• Grand Palace

    Great Basin

    National Park Nevada

There are park alerts in effect.
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  • Snake Creek Road and Campsites Closed

    The Snake Creek Road will be closed from the park boundary into the park to begin work on campsites, trails and restroom improvements. Work will continue until snow closes the project. Work will resume in Spring 2015.

  • Astronomy Programs to Resume August 23rd

    After a safety review Astronmy Programs will begin again on a trial basis on August 23rd. More »

  • Road Work at Great Basin National Park

    Beginning July 8, 2014 and continuing through the end of August there will be road work at Great Basin National Park on paved roads throughout the park. Delays of 10 minutes or less may occur. Updated 8/12/2014 More »


nevada fault map

This fault map of Nevada shows the seismic potential of the state.  The red dot is the location of Great Basin National Park.

NV Seismological Laboratory

Nevada is one of the most seismically active states in the country, ranking third after California and Alaska. To blame are the state's many faults, found at the base of almost every mountain range. The basin and range topography of the Great Basin is caused by movement along these faults. As these mountain ranges continue to grow through fault-block activity, earthquakes continue to occur.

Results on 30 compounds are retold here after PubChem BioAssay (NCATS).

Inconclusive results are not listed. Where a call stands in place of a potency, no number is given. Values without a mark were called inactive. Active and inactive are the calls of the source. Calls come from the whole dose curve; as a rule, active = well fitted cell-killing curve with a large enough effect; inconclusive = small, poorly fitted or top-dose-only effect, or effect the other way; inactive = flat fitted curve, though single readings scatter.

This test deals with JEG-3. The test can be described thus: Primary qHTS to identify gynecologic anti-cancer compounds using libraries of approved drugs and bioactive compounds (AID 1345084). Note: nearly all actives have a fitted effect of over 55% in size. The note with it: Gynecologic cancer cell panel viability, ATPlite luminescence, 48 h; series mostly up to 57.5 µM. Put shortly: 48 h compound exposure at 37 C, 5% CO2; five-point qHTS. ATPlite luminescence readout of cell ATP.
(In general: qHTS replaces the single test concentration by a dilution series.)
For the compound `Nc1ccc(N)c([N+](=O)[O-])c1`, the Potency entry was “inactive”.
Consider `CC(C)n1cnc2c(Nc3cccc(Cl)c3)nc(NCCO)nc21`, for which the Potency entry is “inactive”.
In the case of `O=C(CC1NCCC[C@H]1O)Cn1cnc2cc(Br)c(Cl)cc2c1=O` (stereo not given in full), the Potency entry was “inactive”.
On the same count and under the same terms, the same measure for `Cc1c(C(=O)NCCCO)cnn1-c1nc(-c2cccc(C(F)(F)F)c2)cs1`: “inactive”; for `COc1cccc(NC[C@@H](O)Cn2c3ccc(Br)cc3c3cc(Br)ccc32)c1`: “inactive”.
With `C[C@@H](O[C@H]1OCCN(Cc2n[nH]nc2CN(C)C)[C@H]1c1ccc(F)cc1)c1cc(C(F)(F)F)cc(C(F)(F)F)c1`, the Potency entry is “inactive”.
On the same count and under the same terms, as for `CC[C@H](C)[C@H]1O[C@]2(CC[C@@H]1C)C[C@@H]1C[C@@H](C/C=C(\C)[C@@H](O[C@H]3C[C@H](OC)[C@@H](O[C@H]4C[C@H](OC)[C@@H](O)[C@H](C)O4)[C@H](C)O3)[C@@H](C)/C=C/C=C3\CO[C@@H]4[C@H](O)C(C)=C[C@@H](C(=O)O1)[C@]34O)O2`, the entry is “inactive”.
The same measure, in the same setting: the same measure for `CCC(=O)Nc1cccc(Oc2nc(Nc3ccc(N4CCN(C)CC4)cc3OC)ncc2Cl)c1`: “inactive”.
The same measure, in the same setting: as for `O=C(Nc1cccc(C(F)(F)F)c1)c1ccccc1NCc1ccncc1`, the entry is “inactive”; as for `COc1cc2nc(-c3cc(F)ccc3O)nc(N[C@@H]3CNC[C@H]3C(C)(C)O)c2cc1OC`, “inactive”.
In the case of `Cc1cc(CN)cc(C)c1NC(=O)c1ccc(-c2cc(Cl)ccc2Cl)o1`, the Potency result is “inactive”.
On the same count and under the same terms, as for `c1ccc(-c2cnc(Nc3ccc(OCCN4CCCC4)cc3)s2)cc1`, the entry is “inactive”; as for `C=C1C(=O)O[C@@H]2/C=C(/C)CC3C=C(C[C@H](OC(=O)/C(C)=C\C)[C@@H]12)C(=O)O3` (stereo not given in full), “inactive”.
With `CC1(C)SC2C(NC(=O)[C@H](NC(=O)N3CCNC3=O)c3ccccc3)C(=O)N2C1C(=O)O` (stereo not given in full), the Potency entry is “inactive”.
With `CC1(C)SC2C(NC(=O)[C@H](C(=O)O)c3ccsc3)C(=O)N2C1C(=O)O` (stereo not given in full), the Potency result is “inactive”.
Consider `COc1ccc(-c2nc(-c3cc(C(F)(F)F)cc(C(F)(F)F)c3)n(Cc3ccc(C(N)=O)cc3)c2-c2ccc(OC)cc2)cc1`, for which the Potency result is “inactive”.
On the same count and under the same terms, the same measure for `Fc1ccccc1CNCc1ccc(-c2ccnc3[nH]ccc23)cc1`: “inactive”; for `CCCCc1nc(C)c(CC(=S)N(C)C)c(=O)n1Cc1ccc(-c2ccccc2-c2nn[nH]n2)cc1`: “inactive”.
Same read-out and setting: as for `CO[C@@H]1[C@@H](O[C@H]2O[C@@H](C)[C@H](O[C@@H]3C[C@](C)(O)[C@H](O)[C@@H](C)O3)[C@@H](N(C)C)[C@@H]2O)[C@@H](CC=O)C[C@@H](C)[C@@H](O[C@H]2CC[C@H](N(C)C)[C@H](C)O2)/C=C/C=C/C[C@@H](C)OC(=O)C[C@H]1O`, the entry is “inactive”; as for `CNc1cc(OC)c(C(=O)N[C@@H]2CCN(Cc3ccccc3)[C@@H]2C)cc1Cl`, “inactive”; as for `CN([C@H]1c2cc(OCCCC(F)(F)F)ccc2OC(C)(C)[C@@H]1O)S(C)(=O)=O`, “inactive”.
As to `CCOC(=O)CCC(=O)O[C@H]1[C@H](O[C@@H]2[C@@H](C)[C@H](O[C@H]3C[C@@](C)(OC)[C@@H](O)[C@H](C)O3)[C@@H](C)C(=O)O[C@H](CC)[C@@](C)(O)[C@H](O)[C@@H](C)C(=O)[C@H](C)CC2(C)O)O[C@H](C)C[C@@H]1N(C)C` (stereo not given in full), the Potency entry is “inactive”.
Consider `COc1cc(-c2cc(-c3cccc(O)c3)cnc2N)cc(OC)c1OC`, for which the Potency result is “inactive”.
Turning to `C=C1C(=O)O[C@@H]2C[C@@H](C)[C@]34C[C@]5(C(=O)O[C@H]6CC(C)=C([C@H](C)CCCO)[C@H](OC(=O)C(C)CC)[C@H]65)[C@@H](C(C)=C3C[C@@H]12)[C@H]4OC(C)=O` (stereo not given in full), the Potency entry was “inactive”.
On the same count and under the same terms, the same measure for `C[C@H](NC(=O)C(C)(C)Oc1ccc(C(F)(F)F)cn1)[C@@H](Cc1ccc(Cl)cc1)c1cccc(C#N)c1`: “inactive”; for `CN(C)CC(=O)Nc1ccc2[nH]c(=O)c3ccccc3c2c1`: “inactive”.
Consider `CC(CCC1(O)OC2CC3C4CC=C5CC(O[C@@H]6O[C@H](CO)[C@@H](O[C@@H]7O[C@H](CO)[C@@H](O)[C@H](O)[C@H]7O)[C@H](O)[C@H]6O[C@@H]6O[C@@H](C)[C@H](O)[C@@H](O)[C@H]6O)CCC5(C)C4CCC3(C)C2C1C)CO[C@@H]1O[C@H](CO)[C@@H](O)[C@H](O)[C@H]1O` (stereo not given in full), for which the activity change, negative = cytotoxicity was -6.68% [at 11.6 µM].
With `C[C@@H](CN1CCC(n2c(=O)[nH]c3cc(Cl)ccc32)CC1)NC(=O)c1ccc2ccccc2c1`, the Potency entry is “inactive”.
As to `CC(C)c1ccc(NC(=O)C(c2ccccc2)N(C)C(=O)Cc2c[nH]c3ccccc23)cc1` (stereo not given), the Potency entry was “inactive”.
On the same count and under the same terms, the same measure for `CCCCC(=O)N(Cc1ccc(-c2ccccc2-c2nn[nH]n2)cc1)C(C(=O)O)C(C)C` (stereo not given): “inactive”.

What is a Fault?
A fault is simply a fracture in the earth's crust. Movement along faults displace the rock layers on either side. The mountains in much of the Great Basin are large blocks of rock that have been uplifted and tilted by normal activity along fault lines. The basins between the mountains, on the opposite sides of the faults, have slipped downward, and have been filled in and leveled by erosion of the mountains above. Geologists refer to these landforms as "fault-block mountains."

Earthquake Activity
Most earthquake activity occurs along the eastern Sierra Nevada mountains, on the Nevada's western border. The most powerful earthquake recorded in the state was a 7.6 magnitude quake that occured near Winnemucca in 1915.

While earthquakes don't occur at any regular interval, historically the frequency of an earthquake of magnitude 6 or higher has been one every 10 years, and for magnitude 7 or higher, one every 27 years.

historic earthquakes in Nevada

Earthquakes in Nevada from 1852-1988.

NV Seismological Laboratory

More Information
You can find maps of both recent and historic earthquake activity in Nevada at the U.S. Geological Survey's website.

Did You Know?

Nevada peaks

Nevada is the most mountainous state in the country, with over 300 individual mountain ranges and 42 named summits over 11,000 feet!